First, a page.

I really have no idea whether it's smart or foolish for people to get married very young. However, I wouldn't consider 22 - 25 very young to get married. Furthermore, I think it comes down to the individual and them knowing what's best for them.

It definitely ultimately comes down to the individual. In general, though, I think young marriage is something to be wary of. But, as I've always said, there will certainly be situations where it will work.

 

 

 

 

All that being said, there is another side of not getting married young: Having to wait longer for sex which can lead to giving into the temptation of sex before finding the one to marry which can lead to a whole slew of problems itself.

That's where self-control comes into play. I really don't think not having to wait any longer should be a huge motivator to get married. It's definitely something to look forward to, but I don't think it should really play into deciding whether to get married now or later.

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To say it doesn't matter if the divorce rate is higher for younger couple doesn't matter because it's around 50% (assuming that is the right figure, but that's another story) anyway does not make sense. It assumes that it is 50% no matter what and that is not true. There are general trends in which, statistically, divorce is more likely in certain situations than in others. One of the situations that it is more likely is among people who marry young. One of the situations in which it is less likely is among people who married older (around mid-20s and up) and were college graduates.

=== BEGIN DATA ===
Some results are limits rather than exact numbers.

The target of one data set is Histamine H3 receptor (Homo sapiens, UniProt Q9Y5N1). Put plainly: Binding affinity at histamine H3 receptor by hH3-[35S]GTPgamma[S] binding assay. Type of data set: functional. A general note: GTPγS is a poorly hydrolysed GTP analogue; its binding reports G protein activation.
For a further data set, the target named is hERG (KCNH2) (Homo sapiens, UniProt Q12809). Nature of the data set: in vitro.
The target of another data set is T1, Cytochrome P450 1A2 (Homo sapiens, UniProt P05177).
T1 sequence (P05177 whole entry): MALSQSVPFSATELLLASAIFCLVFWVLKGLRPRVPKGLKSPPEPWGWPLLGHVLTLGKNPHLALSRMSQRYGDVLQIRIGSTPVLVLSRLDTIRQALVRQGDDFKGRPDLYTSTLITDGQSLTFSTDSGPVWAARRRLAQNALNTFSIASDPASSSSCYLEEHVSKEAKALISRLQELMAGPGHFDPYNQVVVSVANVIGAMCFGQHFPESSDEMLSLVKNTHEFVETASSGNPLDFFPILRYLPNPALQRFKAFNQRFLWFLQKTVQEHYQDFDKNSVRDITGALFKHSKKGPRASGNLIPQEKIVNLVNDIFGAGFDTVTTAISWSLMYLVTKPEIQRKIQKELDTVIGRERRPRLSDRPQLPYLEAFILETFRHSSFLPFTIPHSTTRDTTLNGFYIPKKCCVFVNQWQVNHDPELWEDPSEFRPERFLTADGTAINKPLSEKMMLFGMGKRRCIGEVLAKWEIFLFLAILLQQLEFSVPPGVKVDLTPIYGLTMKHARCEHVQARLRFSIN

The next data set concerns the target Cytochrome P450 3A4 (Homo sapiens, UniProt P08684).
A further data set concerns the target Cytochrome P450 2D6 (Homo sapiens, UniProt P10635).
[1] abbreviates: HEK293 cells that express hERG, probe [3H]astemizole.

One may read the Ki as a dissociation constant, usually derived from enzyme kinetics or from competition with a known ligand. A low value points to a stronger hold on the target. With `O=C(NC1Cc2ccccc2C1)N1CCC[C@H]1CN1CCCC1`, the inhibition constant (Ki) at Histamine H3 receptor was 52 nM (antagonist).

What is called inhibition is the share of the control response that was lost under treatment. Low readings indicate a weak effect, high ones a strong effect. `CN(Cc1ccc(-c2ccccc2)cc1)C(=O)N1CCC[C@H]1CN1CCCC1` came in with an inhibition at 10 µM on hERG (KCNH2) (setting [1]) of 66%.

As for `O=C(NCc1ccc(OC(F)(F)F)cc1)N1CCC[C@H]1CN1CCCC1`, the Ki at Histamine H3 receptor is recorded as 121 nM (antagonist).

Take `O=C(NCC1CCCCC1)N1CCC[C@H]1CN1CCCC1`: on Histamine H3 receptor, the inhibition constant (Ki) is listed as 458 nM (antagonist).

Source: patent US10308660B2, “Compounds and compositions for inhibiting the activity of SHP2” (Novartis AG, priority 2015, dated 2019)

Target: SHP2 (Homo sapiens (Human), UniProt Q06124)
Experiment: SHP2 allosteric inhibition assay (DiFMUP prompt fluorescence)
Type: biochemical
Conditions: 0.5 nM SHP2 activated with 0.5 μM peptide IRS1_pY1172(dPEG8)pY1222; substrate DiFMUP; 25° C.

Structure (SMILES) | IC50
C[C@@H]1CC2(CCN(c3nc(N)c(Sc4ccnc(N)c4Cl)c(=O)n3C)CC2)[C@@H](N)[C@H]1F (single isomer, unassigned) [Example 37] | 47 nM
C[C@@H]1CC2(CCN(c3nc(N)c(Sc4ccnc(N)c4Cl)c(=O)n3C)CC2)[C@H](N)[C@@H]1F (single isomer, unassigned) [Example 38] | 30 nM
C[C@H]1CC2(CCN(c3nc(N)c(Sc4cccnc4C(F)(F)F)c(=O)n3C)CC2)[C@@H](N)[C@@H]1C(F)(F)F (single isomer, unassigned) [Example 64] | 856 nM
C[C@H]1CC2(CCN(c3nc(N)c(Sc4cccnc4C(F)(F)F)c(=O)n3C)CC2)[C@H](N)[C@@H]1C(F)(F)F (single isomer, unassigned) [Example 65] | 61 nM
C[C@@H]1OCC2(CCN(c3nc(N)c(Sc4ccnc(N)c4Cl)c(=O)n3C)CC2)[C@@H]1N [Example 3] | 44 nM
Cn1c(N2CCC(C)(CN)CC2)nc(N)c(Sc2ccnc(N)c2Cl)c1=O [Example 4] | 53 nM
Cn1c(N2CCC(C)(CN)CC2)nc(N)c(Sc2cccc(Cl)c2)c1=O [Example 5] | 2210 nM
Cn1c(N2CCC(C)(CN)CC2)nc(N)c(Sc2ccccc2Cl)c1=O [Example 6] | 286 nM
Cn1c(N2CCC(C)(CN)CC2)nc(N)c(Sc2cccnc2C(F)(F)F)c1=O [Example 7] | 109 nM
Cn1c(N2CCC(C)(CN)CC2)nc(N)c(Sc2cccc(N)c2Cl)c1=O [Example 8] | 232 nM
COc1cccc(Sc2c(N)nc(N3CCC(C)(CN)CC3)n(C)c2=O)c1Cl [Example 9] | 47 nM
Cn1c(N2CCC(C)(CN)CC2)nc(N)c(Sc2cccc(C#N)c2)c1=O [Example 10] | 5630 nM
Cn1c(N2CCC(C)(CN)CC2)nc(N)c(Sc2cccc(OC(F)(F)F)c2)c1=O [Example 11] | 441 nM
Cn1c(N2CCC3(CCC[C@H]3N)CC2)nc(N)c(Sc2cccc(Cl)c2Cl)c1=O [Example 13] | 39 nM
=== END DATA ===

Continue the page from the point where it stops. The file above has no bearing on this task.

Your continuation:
Firstly, I never said that. Don't put words in my mouth. My point is that if there is a high divorce rate among all people then it's not surprising if it's also consistent with people who marry young. Whether it's higher for younger people depends on the reliability of the statistics you examined which very well could be suspect. Your observation is on a small pool of people so that's not going to amount to much.

 

You're right. The 50% may be suspect just as the stats you read may be utterly unreliable. It's a well known fact that statistics are often unreliable for a whole host of reasons which I won't get into. It's also difficult to prove a point with your stats unless I know more about them. For example, if the stats were among young religious people compared to young secular people, your results may differ significantly.

 

 

 

That's where self-control comes into play. I really don't think not having to wait any longer should be a huge motivator to get married. It's definitely something to look forward to, but I don't think it should really play into deciding whether to get married now or later.